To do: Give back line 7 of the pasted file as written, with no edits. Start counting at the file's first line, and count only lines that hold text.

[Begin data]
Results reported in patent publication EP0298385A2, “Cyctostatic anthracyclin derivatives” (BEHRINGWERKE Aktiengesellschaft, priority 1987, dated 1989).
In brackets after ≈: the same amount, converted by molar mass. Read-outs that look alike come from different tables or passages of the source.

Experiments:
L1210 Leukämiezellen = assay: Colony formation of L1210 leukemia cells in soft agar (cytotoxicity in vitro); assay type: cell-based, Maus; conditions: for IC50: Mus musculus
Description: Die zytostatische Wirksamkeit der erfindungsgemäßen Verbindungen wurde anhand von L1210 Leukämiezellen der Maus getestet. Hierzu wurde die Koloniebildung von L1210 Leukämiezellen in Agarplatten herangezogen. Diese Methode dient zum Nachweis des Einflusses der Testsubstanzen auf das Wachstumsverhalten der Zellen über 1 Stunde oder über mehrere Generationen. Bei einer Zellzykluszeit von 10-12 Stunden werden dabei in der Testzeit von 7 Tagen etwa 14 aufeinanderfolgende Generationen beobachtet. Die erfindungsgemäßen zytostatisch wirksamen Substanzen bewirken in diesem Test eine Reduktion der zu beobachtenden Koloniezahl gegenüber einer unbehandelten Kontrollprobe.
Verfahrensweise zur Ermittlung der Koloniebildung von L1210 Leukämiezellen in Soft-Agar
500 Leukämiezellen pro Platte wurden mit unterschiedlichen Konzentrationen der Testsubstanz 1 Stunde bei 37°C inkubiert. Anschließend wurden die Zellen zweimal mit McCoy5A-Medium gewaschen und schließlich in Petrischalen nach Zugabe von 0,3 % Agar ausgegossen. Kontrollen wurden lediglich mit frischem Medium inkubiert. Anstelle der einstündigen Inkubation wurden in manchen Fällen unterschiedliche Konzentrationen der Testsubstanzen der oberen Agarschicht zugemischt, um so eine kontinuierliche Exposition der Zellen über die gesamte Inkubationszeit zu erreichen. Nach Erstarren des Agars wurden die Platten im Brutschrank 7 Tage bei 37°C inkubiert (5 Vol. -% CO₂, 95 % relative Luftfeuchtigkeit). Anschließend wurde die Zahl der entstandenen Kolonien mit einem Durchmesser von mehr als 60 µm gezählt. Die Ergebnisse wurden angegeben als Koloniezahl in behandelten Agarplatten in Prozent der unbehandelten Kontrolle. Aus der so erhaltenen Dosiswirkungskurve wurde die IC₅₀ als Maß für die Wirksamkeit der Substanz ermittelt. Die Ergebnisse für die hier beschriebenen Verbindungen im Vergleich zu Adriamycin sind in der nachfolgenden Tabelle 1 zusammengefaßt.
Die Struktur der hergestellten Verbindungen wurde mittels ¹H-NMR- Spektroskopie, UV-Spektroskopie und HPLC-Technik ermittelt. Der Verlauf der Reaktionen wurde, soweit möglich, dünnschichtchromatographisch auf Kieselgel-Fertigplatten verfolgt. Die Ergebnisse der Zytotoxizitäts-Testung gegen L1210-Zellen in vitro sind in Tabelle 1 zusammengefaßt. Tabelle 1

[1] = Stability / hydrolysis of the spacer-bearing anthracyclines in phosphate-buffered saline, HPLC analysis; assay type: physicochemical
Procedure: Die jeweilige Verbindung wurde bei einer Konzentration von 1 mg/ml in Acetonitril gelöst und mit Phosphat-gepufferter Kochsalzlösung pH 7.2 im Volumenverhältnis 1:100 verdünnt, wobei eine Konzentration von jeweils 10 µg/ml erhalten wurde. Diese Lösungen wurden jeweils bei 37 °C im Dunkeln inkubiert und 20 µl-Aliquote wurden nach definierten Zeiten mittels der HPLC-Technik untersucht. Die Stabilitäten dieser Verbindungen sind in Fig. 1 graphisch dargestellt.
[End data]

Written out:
500 Leukämiezellen pro Platte wurden mit unterschiedlichen Konzentrationen der Testsubstanz 1 Stunde bei 37°C inkubiert. Anschließend wurden die Zellen zweimal mit McCoy5A-Medium gewaschen und schließlich in Petrischalen nach Zugabe von 0,3 % Agar ausgegossen. Kontrollen wurden lediglich mit frischem Medium inkubiert. Anstelle der einstündigen Inkubation wurden in manchen Fällen unterschiedliche Konzentrationen der Testsubstanzen der oberen Agarschicht zugemischt, um so eine kontinuierliche Exposition der Zellen über die gesamte Inkubationszeit zu erreichen. Nach Erstarren des Agars wurden die Platten im Brutschrank 7 Tage bei 37°C inkubiert (5 Vol. -% CO₂, 95 % relative Luftfeuchtigkeit). Anschließend wurde die Zahl der entstandenen Kolonien mit einem Durchmesser von mehr als 60 µm gezählt. Die Ergebnisse wurden angegeben als Koloniezahl in behandelten Agarplatten in Prozent der unbehandelten Kontrolle. Aus der so erhaltenen Dosiswirkungskurve wurde die IC₅₀ als Maß für die Wirksamkeit der Substanz ermittelt. Die Ergebnisse für die hier beschriebenen Verbindungen im Vergleich zu Adriamycin sind in der nachfolgenden Tabelle 1 zusammengefaßt.